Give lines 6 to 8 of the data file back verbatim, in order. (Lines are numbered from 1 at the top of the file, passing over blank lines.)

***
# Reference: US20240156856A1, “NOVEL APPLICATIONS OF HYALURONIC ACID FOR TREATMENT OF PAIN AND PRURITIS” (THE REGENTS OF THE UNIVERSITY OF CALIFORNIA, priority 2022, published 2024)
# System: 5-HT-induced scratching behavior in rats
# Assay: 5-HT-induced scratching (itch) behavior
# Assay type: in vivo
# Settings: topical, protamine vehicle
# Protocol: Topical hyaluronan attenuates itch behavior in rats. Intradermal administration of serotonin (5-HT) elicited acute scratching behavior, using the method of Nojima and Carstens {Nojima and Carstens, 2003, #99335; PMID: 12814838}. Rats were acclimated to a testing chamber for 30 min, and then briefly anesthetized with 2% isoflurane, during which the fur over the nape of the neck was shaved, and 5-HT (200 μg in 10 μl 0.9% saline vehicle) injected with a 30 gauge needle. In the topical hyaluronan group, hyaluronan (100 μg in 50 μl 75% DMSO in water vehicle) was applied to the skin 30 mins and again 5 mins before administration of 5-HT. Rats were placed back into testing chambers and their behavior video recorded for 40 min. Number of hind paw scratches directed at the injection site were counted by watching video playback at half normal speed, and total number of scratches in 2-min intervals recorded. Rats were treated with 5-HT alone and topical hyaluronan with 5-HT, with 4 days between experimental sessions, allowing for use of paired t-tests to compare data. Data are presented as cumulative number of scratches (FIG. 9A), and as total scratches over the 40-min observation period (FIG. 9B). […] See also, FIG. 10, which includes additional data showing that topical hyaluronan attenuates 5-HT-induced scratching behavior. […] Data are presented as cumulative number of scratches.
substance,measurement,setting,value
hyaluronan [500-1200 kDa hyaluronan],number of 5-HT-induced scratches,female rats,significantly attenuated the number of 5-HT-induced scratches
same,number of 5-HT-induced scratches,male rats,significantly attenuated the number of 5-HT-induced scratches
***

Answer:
# Protocol: Topical hyaluronan attenuates itch behavior in rats. Intradermal administration of serotonin (5-HT) elicited acute scratching behavior, using the method of Nojima and Carstens {Nojima and Carstens, 2003, #99335; PMID: 12814838}. Rats were acclimated to a testing chamber for 30 min, and then briefly anesthetized with 2% isoflurane, during which the fur over the nape of the neck was shaved, and 5-HT (200 μg in 10 μl 0.9% saline vehicle) injected with a 30 gauge needle. In the topical hyaluronan group, hyaluronan (100 μg in 50 μl 75% DMSO in water vehicle) was applied to the skin 30 mins and again 5 mins before administration of 5-HT. Rats were placed back into testing chambers and their behavior video recorded for 40 min. Number of hind paw scratches directed at the injection site were counted by watching video playback at half normal speed, and total number of scratches in 2-min intervals recorded. Rats were treated with 5-HT alone and topical hyaluronan with 5-HT, with 4 days between experimental sessions, allowing for use of paired t-tests to compare data. Data are presented as cumulative number of scratches (FIG. 9A), and as total scratches over the 40-min observation period (FIG. 9B). […] See also, FIG. 10, which includes additional data showing that topical hyaluronan attenuates 5-HT-induced scratching behavior. […] Data are presented as cumulative number of scratches.
substance,measurement,setting,value
hyaluronan [500-1200 kDa hyaluronan],number of 5-HT-induced scratches,female rats,significantly attenuated the number of 5-HT-induced scratches